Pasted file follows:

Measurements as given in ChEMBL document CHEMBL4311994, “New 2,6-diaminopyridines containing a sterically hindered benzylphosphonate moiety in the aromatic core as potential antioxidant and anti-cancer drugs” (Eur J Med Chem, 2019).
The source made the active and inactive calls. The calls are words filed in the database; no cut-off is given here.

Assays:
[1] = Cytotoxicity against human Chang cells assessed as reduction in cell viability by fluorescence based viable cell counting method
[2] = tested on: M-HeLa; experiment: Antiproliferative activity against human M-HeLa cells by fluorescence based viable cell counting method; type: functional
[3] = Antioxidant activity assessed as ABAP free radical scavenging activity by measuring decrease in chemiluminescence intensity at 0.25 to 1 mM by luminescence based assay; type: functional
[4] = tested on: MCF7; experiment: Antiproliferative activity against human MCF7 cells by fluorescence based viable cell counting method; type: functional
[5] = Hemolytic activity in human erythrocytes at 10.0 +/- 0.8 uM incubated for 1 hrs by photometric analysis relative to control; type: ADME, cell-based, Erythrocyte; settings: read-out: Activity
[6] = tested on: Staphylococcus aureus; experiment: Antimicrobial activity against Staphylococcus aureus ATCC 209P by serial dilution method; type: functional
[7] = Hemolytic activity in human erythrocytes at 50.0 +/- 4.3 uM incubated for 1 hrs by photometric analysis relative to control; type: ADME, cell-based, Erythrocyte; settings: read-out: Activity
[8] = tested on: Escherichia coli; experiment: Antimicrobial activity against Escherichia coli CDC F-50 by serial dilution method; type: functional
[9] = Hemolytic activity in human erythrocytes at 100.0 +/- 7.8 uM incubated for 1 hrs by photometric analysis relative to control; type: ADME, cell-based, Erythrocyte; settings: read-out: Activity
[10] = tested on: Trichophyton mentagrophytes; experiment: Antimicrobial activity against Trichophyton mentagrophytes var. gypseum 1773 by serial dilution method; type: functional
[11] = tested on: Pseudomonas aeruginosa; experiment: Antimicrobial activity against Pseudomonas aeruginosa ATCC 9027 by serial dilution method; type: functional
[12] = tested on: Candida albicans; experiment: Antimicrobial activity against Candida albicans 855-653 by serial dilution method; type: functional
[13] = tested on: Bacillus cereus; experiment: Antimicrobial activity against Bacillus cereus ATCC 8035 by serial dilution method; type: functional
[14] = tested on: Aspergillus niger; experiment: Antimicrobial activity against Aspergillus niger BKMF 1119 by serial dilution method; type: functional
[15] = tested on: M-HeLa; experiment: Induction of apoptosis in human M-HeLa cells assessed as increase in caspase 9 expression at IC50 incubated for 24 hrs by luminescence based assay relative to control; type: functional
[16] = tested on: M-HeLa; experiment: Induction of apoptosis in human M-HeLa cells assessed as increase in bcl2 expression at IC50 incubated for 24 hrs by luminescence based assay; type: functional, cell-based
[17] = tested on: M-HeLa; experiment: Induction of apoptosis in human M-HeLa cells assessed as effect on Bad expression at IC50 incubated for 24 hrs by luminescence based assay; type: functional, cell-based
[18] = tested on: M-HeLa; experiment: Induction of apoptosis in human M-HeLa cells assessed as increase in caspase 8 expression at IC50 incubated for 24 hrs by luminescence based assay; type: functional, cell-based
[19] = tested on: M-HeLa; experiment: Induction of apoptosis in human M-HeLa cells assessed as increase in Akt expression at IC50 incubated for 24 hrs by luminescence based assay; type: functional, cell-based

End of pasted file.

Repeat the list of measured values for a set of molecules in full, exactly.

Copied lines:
Measurements as given in ChEMBL document CHEMBL4311994, “New 2,6-diaminopyridines containing a sterically hindered benzylphosphonate moiety in the aromatic core as potential antioxidant and anti-cancer drugs” (Eur J Med Chem, 2019).
The source made the active and inactive calls. The calls are words filed in the database; no cut-off is given here.

Assays:
[1] = Cytotoxicity against human Chang cells assessed as reduction in cell viability by fluorescence based viable cell counting method
[2] = tested on: M-HeLa; experiment: Antiproliferative activity against human M-HeLa cells by fluorescence based viable cell counting method; type: functional
[3] = Antioxidant activity assessed as ABAP free radical scavenging activity by measuring decrease in chemiluminescence intensity at 0.25 to 1 mM by luminescence based assay; type: functional
[4] = tested on: MCF7; experiment: Antiproliferative activity against human MCF7 cells by fluorescence based viable cell counting method; type: functional
[5] = Hemolytic activity in human erythrocytes at 10.0 +/- 0.8 uM incubated for 1 hrs by photometric analysis relative to control; type: ADME, cell-based, Erythrocyte; settings: read-out: Activity
[6] = tested on: Staphylococcus aureus; experiment: Antimicrobial activity against Staphylococcus aureus ATCC 209P by serial dilution method; type: functional
[7] = Hemolytic activity in human erythrocytes at 50.0 +/- 4.3 uM incubated for 1 hrs by photometric analysis relative to control; type: ADME, cell-based, Erythrocyte; settings: read-out: Activity
[8] = tested on: Escherichia coli; experiment: Antimicrobial activity against Escherichia coli CDC F-50 by serial dilution method; type: functional
[9] = Hemolytic activity in human erythrocytes at 100.0 +/- 7.8 uM incubated for 1 hrs by photometric analysis relative to control; type: ADME, cell-based, Erythrocyte; settings: read-out: Activity
[10] = tested on: Trichophyton mentagrophytes; experiment: Antimicrobial activity against Trichophyton mentagrophytes var. gypseum 1773 by serial dilution method; type: functional
[11] = tested on: Pseudomonas aeruginosa; experiment: Antimicrobial activity against Pseudomonas aeruginosa ATCC 9027 by serial dilution method; type: functional
[12] = tested on: Candida albicans; experiment: Antimicrobial activity against Candida albicans 855-653 by serial dilution method; type: functional
[13] = tested on: Bacillus cereus; experiment: Antimicrobial activity against Bacillus cereus ATCC 8035 by serial dilution method; type: functional
[14] = tested on: Aspergillus niger; experiment: Antimicrobial activity against Aspergillus niger BKMF 1119 by serial dilution method; type: functional
[15] = tested on: M-HeLa; experiment: Induction of apoptosis in human M-HeLa cells assessed as increase in caspase 9 expression at IC50 incubated for 24 hrs by luminescence based assay relative to control; type: functional
[16] = tested on: M-HeLa; experiment: Induction of apoptosis in human M-HeLa cells assessed as increase in bcl2 expression at IC50 incubated for 24 hrs by luminescence based assay; type: functional, cell-based
[17] = tested on: M-HeLa; experiment: Induction of apoptosis in human M-HeLa cells assessed as effect on Bad expression at IC50 incubated for 24 hrs by luminescence based assay; type: functional, cell-based
[18] = tested on: M-HeLa; experiment: Induction of apoptosis in human M-HeLa cells assessed as increase in caspase 8 expression at IC50 incubated for 24 hrs by luminescence based assay; type: functional, cell-based
[19] = tested on: M-HeLa; experiment: Induction of apoptosis in human M-HeLa cells assessed as increase in Akt expression at IC50 incubated for 24 hrs by luminescence based assay; type: functional, cell-based